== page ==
The following article on the decline of digital downloads is from the new Billboard magazine which features an indispensible special package on Nielsen’s year-end SoundScan numbers that includes a look at labels’ year-end market shares and overall music sales broken down by format and genre. Also featured, a cover story on “How the Beatles Went Viral” by S-Curve CEO Steve Greenberg; what Beyonce’s coup means for radio and retail and Phil Everly remembered. Pick up this issue here. Subscribe to Billboard here.
For the first time since the iTunes store launched in 2003, digital albums and tracks have fallen in sales. The cause? It appears the bottom has fallen out of catalog sales of both, as streaming picks up steam.
To be sure, current digital sales for both albums and tracks also were down in the fourth quarter, and these declines might be an indication that current will soon follow digital catalog trends. But their declines are still far below catalog downturns.
For the year, track catalog sales were down 9.2%, dropping to 665.6 million units from 733.2 million in 2012, according to Nielsen SoundScan. And the decline accelerated every quarter of 2013, with the first quarter seeing a 4.5% year-over-year decrease and the fourth quarter a 15.9% tumble.
Current track sales, on the other hand, had two quarters of growth followed by a downturn in the last two quarters of the year for a total decline of 1.5%. Overall digital track sales declined 5.7%, to 1.3 billion units from 1.2 billion in 2012.
Things started out well for digital catalog albums with year-over-year gains of 5.5% in the first quarter. Then things started turning sour, with a 2% decline in the second quarter, followed by steep declines in the second half of the year, slipping 8.3% in the third quarter and 11% in the fourth quarter. For the year, catalog had an overall decline of 3.8% to 55.3 million units from 57.5 million in 2012.
Current digital albums started strong with a 15.7% gain in the first quarter followed by a 5.8% gain in the second. Then the decline kicked in with a 1.7% dip in the third, followed by a 3.9% drop in the fourth. Overall, current albums still posted a 3.5% gain for the year, up to 62.3 million units from 60.2 million in 2012. But the weakness in the second half of the year for the category will remain a cause of concern in 2014.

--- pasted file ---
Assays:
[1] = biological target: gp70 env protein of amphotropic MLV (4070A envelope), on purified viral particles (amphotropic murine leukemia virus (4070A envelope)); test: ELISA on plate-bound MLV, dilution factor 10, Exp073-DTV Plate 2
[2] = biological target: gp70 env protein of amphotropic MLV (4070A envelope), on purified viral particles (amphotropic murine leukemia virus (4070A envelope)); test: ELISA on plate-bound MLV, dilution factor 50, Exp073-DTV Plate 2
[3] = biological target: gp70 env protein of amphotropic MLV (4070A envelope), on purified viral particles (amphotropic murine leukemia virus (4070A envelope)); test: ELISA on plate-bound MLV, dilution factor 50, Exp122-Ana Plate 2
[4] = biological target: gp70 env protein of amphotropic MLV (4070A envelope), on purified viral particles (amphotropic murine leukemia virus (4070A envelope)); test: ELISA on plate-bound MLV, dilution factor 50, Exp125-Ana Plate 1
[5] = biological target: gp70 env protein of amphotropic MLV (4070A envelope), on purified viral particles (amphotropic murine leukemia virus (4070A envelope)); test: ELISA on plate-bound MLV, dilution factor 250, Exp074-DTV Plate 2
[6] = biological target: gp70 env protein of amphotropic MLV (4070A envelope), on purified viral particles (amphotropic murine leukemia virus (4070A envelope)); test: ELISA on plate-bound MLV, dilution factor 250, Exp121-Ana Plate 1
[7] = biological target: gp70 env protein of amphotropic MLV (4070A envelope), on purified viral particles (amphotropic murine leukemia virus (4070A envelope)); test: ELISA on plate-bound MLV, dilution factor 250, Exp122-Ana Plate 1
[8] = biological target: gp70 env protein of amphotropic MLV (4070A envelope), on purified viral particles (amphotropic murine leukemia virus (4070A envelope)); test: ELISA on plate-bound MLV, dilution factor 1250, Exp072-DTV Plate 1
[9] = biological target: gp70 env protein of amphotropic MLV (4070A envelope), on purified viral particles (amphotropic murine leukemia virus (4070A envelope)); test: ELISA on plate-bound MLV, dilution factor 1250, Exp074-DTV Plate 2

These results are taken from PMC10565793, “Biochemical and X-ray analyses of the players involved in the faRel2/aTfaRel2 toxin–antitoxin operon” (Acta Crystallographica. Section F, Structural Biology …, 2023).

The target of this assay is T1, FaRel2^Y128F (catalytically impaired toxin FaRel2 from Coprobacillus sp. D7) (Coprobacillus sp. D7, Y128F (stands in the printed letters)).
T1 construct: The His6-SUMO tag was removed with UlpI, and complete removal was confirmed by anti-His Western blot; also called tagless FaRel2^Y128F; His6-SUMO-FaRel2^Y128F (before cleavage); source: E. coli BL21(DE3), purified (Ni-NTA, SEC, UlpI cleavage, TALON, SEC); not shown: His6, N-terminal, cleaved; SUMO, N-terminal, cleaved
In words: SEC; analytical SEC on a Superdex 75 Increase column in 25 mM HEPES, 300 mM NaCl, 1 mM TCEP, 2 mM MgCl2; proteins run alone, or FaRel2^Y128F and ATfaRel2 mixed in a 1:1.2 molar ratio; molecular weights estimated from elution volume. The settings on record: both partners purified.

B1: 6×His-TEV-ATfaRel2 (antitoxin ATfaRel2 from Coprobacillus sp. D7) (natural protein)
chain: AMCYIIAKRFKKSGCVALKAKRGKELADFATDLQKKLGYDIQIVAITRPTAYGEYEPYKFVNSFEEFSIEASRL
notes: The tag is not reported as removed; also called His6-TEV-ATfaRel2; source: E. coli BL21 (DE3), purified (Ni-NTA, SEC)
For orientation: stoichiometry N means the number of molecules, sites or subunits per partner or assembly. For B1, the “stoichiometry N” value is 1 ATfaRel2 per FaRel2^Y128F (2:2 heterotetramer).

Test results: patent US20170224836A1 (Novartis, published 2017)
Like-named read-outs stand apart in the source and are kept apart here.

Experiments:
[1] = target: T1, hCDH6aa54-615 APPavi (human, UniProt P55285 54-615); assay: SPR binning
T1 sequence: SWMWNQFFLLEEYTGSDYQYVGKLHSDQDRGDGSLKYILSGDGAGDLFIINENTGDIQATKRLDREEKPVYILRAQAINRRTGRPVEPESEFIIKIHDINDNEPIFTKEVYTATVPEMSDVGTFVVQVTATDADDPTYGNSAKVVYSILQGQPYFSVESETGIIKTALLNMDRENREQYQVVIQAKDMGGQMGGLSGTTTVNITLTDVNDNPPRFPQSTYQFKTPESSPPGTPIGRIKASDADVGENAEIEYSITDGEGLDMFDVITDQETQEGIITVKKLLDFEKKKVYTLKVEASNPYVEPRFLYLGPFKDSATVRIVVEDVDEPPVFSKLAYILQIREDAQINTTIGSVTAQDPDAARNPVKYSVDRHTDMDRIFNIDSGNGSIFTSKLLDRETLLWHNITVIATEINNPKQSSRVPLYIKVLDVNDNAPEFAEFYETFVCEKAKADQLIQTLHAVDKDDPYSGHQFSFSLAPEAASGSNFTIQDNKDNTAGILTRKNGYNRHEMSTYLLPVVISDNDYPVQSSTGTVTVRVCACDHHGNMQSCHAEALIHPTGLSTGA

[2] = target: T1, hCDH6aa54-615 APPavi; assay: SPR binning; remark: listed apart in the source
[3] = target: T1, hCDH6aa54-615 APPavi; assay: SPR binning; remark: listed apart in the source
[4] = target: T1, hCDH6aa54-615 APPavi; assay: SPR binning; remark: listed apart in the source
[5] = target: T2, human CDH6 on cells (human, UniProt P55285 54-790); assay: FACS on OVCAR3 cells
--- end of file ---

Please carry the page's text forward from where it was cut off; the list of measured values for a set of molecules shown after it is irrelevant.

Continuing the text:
Overall, album sales in all formats were down 8.4% to 289.4 million units from nearly 316 million in 2012.
DOES STREAMING OFFSET CANNIBALIZATION?
While industry executives initially refused to attribute the early signs of weakness in digital sales to the rise in streaming, in the second half of 2013 many conceded that ad-supported and paid subscription services did seem to be cannibalizing digital sales.
But the good news is that so far streaming seems to be offsetting the decline in digital sales revenue. According to Nielsen Entertainment senior VP of industry insights David Bakula, there were 118 billion streams last year, which, on a basis of 2,000 streams per album, adds up to 59 million stream-equivalent albums. In new data supplied by SoundScan to Billboard, that’s up from an estimated 44 million SEA in 2012.
If one adds last year’s digital albums sales (117.6 million) and the nearly 126 million in track-equivalent albums (where the revenue of 10 tracks equals one digital album at wholesale cost), one gets a digital albums plus TEA total of 243.5 million, which is a decline of 8 million digital album plus TEA units from the 251. 4 million sold in 2012. So the 15 million in SEA units is almost double the 8 million-unit decline.